Apart from these thoughts on the role of the pH on neutrophil function in vivo, our results have far-reaching technical implications for the multitude of studies which currently examine the effect of chemical interference with NET formation. Experimentators need to be aware of the ménage-à-trois of bicarbonate, CO2, and pH. Even mild changes in the ratio of CO2 to bicarbonate and the pH may severely impact the outcome of an experiment. An inhibitory effect of a compound in vitro might solely be due to pH alterations of the media. In a standard lab incubator, simply opening the door to enter a well plate profoundly changes the incubator atmosphere for up to 15 min. Therefore, using a gas-control module in a microplate reader will significantly improve the quantification of DNA externalization. pH effects are especially pronounced for ionomycin, which shows increasing binding affinity to Ca2+ with increasing medium pH (35). Ionomycin induces a calcium and PADI4-dependent subroutine of NET release and is therefore in the center of therapeutic research (3639). Small variations of the extracellular pH may easily mask the effects of drugs targeting the potential of neutrophils to externalize chromatin. Likewise, the strong inter- and intra-individual variations in the formation of NETs could at least in part be related to unstable experimental settings (40).

Altogether, our findings highlight the necessity of optimized pH control in NET assays. A close attention to pH-related issues will increase the validity of experiments and allow higher reproducibility and detection of more subtle changes.

Author Contributions

CM, AM, and ML planned and performed most of the experiments, conducted data analysis, and wrote the manuscript. SP, SG, JH, DK, and MB performed experiments and conducted data analyses. LM, CB, and GS provided scientific input and wrote the manuscript. PT and RF performed microscopy and scientific input. ML and MH supervised the project, planned and conducted experiments, analyzed data, and wrote the manuscript. All the authors read and approved the manuscript.

Conflict of Interest Statement

The authors declare that the research was conducted in the absence of any commercial or financial relationships that could be construed as a potential conflict of interest.

Funding

This work was supported by the German Research Council CRC-1181-C03 (MH), KFO257 (MH and ML), SPP 1468 Osteoimmunology IMMUNOBONE (MH), SPP1681 (RF), and the doctoral training program GK1660 (MH). LM received support from EU H2020-MSCE-RISE-2015 project Nr. 690836 PANG. ML has received a research scholarship by MSD Sharp & Dohme GmbH. AM received a scholarship from BioLMH. The authors acknowledge support by Deutsche Forschungsgemeinschaft and Friedrich-Alexander-Universität Erlangen-Nürnberg (FAU) within the funding programme Open Access Publishing.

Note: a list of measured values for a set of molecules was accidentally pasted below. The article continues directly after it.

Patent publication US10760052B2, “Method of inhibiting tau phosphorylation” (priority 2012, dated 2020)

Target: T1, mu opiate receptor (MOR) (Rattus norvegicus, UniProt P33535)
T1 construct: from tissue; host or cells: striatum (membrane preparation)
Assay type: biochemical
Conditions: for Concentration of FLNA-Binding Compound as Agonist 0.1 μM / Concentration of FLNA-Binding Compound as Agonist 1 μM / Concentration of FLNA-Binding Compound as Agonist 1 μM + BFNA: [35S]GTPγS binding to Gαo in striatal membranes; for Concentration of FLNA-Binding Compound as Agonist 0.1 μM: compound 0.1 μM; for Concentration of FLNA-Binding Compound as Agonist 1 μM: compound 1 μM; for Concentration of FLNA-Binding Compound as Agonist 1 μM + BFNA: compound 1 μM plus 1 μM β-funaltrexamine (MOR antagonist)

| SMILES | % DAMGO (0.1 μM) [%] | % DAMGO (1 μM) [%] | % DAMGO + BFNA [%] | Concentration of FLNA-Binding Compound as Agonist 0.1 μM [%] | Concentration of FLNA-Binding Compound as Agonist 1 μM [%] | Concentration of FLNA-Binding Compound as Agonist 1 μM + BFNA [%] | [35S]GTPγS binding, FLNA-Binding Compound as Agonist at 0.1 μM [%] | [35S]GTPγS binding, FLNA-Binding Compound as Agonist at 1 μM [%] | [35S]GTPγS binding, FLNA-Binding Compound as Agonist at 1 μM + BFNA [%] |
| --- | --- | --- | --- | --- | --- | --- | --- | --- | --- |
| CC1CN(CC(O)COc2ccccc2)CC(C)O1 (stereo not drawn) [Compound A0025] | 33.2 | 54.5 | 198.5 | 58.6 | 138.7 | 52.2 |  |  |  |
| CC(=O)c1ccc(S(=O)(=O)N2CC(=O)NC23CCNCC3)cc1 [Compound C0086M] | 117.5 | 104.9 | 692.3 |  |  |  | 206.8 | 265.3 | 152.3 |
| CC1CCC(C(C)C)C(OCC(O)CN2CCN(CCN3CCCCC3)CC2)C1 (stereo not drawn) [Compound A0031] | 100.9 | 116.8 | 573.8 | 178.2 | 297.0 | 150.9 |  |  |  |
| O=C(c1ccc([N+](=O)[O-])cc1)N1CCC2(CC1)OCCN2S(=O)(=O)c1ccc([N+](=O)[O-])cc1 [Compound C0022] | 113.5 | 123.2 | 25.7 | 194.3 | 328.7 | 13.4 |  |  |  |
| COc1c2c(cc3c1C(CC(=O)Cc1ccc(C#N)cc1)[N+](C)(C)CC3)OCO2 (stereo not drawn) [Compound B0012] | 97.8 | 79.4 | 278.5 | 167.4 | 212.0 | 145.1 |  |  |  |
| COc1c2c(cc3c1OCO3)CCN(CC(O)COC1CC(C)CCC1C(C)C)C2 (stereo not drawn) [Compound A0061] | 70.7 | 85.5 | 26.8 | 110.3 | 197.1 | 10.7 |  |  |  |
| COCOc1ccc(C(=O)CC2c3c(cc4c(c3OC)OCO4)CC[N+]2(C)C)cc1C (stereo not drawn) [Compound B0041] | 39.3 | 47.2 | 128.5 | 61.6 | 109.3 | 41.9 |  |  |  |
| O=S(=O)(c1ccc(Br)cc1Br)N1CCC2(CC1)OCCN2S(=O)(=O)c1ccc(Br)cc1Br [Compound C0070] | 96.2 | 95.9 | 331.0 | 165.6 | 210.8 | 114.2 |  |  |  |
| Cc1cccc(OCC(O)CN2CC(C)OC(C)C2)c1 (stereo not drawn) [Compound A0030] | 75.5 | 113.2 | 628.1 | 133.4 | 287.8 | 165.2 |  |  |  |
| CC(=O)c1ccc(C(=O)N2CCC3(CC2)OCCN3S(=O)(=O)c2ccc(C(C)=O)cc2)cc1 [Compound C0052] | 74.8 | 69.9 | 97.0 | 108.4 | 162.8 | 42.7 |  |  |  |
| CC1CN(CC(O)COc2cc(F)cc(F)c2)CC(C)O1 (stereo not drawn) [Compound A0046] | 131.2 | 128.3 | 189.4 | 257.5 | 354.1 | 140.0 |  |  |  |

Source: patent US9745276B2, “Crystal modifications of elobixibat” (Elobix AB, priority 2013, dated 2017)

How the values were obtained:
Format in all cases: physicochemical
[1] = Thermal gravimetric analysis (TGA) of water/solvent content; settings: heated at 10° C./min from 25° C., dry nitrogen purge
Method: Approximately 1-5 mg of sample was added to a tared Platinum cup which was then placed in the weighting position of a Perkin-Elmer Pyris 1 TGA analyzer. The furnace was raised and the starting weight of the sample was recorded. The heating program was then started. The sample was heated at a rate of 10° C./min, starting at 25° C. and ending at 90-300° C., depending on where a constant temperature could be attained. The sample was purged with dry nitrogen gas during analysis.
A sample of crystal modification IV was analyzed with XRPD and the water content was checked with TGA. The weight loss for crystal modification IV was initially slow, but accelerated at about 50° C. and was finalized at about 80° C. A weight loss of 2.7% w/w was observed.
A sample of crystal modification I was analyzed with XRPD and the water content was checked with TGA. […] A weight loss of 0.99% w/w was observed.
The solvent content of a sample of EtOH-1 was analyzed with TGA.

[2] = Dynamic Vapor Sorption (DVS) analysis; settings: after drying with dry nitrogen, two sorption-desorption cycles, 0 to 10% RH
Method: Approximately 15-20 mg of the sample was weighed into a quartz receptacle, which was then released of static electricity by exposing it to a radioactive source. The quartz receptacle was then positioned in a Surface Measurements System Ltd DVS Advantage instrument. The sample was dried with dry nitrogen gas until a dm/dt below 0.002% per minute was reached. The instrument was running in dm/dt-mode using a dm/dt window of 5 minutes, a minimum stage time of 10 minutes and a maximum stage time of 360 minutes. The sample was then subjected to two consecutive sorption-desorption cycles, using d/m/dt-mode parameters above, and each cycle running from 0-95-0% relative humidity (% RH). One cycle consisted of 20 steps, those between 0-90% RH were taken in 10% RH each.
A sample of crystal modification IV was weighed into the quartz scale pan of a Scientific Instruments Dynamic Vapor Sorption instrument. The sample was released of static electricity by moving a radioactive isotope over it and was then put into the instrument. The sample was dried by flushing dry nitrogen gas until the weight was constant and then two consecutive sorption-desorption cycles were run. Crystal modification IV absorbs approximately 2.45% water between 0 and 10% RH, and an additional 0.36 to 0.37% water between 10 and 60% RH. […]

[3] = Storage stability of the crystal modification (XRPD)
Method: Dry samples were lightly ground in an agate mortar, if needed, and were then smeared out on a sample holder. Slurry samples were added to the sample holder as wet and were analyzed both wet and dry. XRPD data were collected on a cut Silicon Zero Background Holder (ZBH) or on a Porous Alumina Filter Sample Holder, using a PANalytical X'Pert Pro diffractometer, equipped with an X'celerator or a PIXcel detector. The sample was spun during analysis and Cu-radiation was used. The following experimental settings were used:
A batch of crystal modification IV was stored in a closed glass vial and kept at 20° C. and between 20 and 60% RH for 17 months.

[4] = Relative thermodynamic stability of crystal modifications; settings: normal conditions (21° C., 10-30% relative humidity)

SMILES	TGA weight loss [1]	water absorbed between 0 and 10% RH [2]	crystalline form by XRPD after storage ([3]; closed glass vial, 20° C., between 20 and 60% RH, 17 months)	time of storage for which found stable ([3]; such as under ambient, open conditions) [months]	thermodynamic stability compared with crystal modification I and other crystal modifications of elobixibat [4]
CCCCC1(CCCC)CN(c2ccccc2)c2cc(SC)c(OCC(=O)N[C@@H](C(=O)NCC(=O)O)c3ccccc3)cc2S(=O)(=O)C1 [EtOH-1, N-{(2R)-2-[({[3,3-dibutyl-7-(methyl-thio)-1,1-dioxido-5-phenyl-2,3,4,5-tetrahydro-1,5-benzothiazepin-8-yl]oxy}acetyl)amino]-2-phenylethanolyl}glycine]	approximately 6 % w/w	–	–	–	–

Supplementary Material

The Supplementary Material for this article can be found online at https://www.frontiersin.org/article/10.3389/fimmu.2016.00583/full#supplementary-material.

Figure S1. Bicarbonate induces formation of neutrophil extracellular traps in HBSS (full). Immunocytochemical analysis of neutrophils incubated in the presence of various concentrations of bicarbonate at ambient CO2. Signal for DNA is depicted in green, and signal for neutrophil elastase is displayed in red. Single channel full images and overlays of the sections from Figure 1B are depicted. The scale bar represents 80 μm.

Figure S2. Formation of neutrophil extracellular traps in HBSS is reduced at 5% CO2 (full). Immunocytochemical analysis of neutrophils incubated in HBSS containing various concentrations of bicarbonate in the presence of 5% CO2. Signal for DNA is depicted in green, and signal for neutrophil elastase is displayed in red. Single channel full images and overlays of the sections from Figure 1C are depicted. The scale bar represents 80 μm.

Figure S3. Sytox Green binding to DNA is not affected by medium pH. Calf thymus DNA was diluted to the indicated concentrations in RPMI containing various concentrations of bicarbonate and 2.5 μM Sytox Green. Fluorescence was assessed with quantitative fluorimetry similar to the detection of DNA externalization. Depicted is the mean of two independent measurements.

Figure S4. High extracellular pH values induce formation of neutrophil extracellular traps in the absence of bicarbonate/CO2 in RPMI (full). Immunocytochemical analysis of neutrophils incubated in RPMI containing 20 mM HEPES adjusted to various pH values. Signal for DNA is depicted in green, and signal for neutrophil elastase is displayed in red. Single channel full images and overlays of the sections from Figure 3B are depicted. The scale bar represents 80 μm.